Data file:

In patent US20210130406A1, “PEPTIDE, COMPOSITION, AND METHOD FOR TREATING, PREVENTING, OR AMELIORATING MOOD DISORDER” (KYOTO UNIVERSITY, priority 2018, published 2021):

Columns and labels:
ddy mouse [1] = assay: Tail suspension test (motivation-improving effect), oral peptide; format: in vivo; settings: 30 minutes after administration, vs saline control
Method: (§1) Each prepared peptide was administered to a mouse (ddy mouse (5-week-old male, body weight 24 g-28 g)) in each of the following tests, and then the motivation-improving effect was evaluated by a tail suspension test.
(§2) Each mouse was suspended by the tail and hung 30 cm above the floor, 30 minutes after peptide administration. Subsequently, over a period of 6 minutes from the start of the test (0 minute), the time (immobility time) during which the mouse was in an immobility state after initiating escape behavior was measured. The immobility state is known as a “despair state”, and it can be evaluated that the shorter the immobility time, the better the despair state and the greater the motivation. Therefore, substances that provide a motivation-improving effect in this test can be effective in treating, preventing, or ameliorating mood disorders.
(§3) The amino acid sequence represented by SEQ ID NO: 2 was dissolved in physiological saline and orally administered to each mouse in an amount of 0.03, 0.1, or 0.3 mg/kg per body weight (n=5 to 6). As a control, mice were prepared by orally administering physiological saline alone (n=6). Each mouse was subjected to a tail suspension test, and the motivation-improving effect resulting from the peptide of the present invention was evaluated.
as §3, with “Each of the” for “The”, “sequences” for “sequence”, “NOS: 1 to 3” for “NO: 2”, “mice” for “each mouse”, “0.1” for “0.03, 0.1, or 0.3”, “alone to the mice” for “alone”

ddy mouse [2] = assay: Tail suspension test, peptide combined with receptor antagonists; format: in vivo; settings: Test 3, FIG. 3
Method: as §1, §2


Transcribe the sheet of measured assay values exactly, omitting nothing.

In patent US20210130406A1, “PEPTIDE, COMPOSITION, AND METHOD FOR TREATING, PREVENTING, OR AMELIORATING MOOD DISORDER” (KYOTO UNIVERSITY, priority 2018, published 2021):

Columns and labels:
ddy mouse [1] = assay: Tail suspension test (motivation-improving effect), oral peptide; format: in vivo; settings: 30 minutes after administration, vs saline control
Method: (§1) Each prepared peptide was administered to a mouse (ddy mouse (5-week-old male, body weight 24 g-28 g)) in each of the following tests, and then the motivation-improving effect was evaluated by a tail suspension test.
(§2) Each mouse was suspended by the tail and hung 30 cm above the floor, 30 minutes after peptide administration. Subsequently, over a period of 6 minutes from the start of the test (0 minute), the time (immobility time) during which the mouse was in an immobility state after initiating escape behavior was measured. The immobility state is known as a “despair state”, and it can be evaluated that the shorter the immobility time, the better the despair state and the greater the motivation. Therefore, substances that provide a motivation-improving effect in this test can be effective in treating, preventing, or ameliorating mood disorders.
(§3) The amino acid sequence represented by SEQ ID NO: 2 was dissolved in physiological saline and orally administered to each mouse in an amount of 0.03, 0.1, or 0.3 mg/kg per body weight (n=5 to 6). As a control, mice were prepared by orally administering physiological saline alone (n=6). Each mouse was subjected to a tail suspension test, and the motivation-improving effect resulting from the peptide of the present invention was evaluated.
as §3, with “Each of the” for “The”, “sequences” for “sequence”, “NOS: 1 to 3” for “NO: 2”, “mice” for “each mouse”, “0.1” for “0.03, 0.1, or 0.3”, “alone to the mice” for “alone”

ddy mouse [2] = assay: Tail suspension test, peptide combined with receptor antagonists; format: in vivo; settings: Test 3, FIG. 3
Method: as §1, §2